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SCDigest Expert Insight: Supply Chain by Design

About the Author

Dr. Michael Watson, one of the industry’s foremost experts on supply chain network design and advanced analytics, is a columnist and subject matter expert (SME) for Supply Chain Digest.

Dr. Watson, of Northwestern University, was the lead author of the just released book Supply Chain Network Design, co-authored with Sara Lewis, Peter Cacioppi, and Jay Jayaraman, all of IBM. (See Supply Chain Network Design – the Book.)

Prior to his current role at Northwestern, Watson was a key manager in IBM's network optimization group. In addition to his roles at IBM and now at Northwestern, Watson is director of The Optimization and Analytics Group.

By Dr. Michael Watson

March 31, 2015

Routing Optimization is Hard: Lessons from UPS

The UPS Story Shows that Coming up with the Optimal Delivery Routes Isn't as Easy as it Would Seem

Dr. Watson Says:

...The article notes that it has taken UPS over ten years to develop their routing system at an estimated cost of $200-300M...
What Do You Say?

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Truck routing seems like it should be easy.  You can manually come up with a solution that loooks reasonable:  You send your truck out to an area with several stops, hit those stops, maybe hit some on the way out there and the way back, and you are done. 

But, how do you know you’ve found a good solution?

And, if some of the stops have tight time windows, how do you know that your route even works?

The answer is that you don’t know that you’ve found a good solution.   And, if you do have time windows, the solution you found may not even be feasible—that is, you may show up for a delivery at noon when you were supposed to be there at 9am. 

You might think that this would be an easy fix with some simple mathematical optimization—give the problem to an optimization engine and let it find the best answer.  Again, this sounds easy, but in practice, this is often more difficult that you would think.

The Wall Street Journal recently wrote an article on UPS’s quest to develop a better vehicle routing solution (the article may require subscription, but we’ll highlight the key points here).  This story highlights just how hard a routing problem can be.

Previous Columns by Dr. Watson

The Three Use Cases for Data Scientists

Learn Python, PuLP, Jupyter Notebooks, and Network Design

EOQ Model and the Hidden Costs of Fixed Costs

CSCMP Edge - Nike Quote: "It is All an Art Project Until you Get it on Someone's Feet"

Supply Chain by Design: Why Business Leaders should think of AI as an Umbrella Term


UPS has every incentive to find better routes.  It runs 55,000 routes per day and can save $50M for every 1 mile average reduction in the routes.

This first thing the article does is point out the mathematical difficulty of the problem.   It notes that for typical route with 120 stops, there are “6,689,502,913,449,135,000,000,000,000,000,000,000,000,000,000,000,000,000,000,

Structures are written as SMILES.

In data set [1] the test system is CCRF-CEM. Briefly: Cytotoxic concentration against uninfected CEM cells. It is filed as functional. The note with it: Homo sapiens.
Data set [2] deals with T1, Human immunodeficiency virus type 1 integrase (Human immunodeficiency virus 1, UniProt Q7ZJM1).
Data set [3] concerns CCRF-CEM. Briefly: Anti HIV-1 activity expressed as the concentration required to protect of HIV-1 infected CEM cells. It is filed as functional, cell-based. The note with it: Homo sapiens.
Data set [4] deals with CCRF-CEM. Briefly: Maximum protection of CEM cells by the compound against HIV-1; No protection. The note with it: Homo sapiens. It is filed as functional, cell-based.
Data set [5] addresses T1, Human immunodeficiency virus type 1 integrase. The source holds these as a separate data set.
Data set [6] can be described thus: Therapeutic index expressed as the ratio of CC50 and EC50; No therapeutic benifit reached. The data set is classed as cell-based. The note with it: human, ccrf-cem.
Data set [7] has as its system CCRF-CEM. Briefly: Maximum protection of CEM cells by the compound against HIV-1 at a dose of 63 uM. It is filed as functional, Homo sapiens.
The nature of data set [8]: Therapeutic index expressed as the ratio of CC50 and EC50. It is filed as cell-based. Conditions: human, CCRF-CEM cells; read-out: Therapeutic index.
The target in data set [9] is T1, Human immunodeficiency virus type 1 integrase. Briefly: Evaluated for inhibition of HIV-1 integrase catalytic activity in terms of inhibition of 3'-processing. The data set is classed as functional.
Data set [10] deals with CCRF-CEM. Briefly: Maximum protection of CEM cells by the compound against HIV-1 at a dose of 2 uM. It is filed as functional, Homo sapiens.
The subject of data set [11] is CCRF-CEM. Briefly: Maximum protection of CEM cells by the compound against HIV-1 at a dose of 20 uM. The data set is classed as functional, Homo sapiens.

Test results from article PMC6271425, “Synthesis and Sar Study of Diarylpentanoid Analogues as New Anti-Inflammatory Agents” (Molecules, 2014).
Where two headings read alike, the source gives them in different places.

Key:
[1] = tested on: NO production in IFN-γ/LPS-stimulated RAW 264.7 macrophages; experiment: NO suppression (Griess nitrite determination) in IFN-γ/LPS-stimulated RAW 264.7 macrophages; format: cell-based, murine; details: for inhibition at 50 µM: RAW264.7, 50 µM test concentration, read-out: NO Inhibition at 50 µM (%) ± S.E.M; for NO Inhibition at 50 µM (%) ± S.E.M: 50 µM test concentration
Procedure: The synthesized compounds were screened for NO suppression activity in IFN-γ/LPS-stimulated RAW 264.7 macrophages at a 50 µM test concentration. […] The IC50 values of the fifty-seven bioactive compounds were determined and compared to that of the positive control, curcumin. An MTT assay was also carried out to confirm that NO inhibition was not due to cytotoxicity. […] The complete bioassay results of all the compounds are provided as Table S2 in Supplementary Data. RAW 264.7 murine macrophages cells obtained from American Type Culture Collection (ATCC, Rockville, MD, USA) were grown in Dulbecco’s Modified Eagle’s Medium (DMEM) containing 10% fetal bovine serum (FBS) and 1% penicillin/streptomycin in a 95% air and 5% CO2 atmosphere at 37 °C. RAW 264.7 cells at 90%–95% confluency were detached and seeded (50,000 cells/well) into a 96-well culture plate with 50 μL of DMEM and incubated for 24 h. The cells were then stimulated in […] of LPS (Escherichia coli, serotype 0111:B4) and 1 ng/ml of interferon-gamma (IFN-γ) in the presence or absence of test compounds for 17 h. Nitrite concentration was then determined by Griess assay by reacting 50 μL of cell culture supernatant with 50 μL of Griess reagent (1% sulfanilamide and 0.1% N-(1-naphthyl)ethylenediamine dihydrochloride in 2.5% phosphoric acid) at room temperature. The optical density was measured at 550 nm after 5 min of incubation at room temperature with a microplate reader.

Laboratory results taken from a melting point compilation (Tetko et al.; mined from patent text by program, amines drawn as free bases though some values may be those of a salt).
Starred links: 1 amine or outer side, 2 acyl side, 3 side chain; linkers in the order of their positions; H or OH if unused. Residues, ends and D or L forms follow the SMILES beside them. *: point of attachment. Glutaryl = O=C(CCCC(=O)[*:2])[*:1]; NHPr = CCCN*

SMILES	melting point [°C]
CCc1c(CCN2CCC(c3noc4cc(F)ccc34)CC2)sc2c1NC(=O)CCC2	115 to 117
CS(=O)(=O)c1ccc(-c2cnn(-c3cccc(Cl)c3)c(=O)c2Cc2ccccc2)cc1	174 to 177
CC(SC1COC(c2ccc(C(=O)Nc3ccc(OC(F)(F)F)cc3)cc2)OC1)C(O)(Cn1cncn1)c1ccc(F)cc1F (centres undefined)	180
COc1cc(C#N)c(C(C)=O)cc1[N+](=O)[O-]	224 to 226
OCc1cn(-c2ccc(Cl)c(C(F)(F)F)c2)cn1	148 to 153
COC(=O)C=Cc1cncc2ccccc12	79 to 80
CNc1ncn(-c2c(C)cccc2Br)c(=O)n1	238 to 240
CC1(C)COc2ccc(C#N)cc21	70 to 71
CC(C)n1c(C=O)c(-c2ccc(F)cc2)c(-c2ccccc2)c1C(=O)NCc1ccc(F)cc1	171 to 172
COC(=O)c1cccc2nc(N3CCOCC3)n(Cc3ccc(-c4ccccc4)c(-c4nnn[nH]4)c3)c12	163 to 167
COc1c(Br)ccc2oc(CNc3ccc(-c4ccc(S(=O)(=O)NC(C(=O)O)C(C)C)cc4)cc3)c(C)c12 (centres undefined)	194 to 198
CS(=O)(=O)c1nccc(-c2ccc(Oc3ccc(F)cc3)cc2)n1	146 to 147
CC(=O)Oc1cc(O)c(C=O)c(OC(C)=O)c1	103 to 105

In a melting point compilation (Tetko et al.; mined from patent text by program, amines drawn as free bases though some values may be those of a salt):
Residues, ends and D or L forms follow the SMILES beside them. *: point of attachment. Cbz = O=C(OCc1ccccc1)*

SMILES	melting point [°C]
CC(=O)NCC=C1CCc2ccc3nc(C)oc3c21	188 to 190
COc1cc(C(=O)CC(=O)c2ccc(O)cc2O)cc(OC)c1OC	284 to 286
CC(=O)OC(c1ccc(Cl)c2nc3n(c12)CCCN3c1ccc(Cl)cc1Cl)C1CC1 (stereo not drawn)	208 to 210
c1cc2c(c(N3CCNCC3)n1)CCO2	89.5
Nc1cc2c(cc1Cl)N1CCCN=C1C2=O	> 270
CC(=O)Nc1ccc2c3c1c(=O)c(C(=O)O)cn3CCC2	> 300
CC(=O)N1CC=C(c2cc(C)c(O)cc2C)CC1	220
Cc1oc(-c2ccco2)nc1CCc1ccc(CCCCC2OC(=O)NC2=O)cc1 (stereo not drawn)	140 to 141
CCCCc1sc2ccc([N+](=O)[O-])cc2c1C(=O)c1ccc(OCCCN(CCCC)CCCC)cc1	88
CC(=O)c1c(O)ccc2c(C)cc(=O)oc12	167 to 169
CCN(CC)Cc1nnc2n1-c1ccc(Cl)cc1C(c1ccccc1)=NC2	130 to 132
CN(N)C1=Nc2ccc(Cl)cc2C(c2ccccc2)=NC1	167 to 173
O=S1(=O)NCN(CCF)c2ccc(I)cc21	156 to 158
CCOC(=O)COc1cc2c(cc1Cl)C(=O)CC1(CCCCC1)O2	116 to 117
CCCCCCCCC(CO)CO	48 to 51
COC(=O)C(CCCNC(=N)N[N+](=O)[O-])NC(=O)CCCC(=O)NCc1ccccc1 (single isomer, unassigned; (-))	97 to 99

000,000,000,000,000, 000,000,000,000,000,000,000,000,000, 000,000,000,000,000,
000,000,000,000,000,000” different combinations!  And, this does not even include the interaction between trucks in the same area.  With this many options, it is very easy to bog down any optimization engine. 

But, despite the challenge, UPS has every incentive to find better routes.  It runs 55,000 routes per day and can save $50M per year for every 1 mile average reduction in the daily routes.

The article notes that it has taken UPS over ten years to develop their routing system at an estimated cost of $200-300M.  This should give you proof of the challenges in solving these types of problesm.   UPS is expected a pay-off of $300-$400M a year once the system is fully rolled out.

This example is not just from the fact that UPS has a particulary hard problem.  In a 2009 a paper by Gilbert Laporte titled "Fifty Years of Vehicle Routing" discusses the progress that has been made in this field.  He notes that the fifty years of research in the field has led to significant advances in different approaches and algorithms.  But, he cautions that the field still has a long way to go to solve larger (and more realistically sized) problems found in industry.


Final Thoughts

Routing problems are difficult.  Be wary of a solution that promises to find the optimal solution to any routing problem.  Instead, our experience has shown us that you may need to tailor a solution to your particular problem.  And, you should be ready to use solutions that find better, but maybe not the optimal solution.

Let me know your thoughts at the Feedback section below.

Recent Feedback

Obviously finding an optimized route is critical for a company like UPS who's business is based entirely on shipping. Right off the bat you can see several problems in finding an optimized route such as traffic, accidents, unexpected weather, road closings, and etc. I think the advantage that companies like UPS and Fedex have is that they have years of data which they can use to come to an optimal solution.  

Hussain Parbtani
University of Texas at Austin
Apr, 14 2015